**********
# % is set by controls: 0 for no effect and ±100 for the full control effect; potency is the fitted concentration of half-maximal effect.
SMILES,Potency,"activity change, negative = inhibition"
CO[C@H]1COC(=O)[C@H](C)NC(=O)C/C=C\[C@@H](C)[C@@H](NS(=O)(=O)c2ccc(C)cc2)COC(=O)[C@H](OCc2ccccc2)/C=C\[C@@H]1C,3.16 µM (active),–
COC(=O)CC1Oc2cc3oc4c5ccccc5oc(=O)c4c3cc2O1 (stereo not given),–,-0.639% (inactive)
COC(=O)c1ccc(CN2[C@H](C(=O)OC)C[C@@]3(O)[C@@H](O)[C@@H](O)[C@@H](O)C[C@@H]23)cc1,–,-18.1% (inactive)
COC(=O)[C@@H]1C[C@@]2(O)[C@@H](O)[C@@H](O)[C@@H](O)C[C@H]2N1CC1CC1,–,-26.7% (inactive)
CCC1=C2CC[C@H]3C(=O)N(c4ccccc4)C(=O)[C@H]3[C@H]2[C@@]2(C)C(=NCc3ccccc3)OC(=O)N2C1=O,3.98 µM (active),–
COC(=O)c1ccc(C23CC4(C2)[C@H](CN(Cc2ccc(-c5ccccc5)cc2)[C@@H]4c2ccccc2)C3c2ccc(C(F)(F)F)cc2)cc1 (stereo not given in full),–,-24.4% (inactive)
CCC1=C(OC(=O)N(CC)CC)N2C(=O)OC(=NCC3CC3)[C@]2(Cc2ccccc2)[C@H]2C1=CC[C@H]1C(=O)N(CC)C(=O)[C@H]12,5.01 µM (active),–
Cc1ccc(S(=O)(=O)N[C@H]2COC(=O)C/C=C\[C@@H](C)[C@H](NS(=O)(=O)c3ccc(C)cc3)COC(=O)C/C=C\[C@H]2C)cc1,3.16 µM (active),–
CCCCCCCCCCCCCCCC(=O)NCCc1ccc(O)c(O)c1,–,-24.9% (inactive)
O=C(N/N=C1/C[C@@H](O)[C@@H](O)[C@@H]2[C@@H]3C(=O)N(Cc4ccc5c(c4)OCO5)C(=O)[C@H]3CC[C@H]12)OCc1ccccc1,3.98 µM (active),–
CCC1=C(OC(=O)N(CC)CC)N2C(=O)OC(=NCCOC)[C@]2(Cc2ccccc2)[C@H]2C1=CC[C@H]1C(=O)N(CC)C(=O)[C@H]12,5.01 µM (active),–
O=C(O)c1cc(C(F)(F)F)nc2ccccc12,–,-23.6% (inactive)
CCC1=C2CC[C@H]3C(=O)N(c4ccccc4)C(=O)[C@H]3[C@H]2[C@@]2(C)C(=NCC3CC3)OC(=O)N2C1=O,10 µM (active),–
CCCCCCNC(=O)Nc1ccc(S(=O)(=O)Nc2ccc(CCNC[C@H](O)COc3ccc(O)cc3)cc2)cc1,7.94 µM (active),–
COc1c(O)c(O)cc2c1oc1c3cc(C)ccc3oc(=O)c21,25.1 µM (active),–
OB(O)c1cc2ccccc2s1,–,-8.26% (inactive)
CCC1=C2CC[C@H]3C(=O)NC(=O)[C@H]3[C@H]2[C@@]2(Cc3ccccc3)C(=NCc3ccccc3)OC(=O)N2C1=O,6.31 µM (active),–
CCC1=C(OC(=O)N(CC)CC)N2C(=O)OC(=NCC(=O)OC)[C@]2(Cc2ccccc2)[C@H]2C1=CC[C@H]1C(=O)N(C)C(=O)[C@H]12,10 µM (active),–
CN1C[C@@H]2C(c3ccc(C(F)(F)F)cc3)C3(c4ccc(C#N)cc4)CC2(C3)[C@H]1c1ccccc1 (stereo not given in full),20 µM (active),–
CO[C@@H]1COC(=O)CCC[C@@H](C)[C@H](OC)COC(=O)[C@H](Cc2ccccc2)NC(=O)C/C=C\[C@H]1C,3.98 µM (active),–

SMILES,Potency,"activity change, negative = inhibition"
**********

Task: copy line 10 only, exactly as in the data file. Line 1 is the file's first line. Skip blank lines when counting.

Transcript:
Cc1ccc(S(=O)(=O)N[C@H]2COC(=O)C/C=C\[C@@H](C)[C@H](NS(=O)(=O)c3ccc(C)cc3)COC(=O)C/C=C\[C@H]2C)cc1,3.16 µM (active),–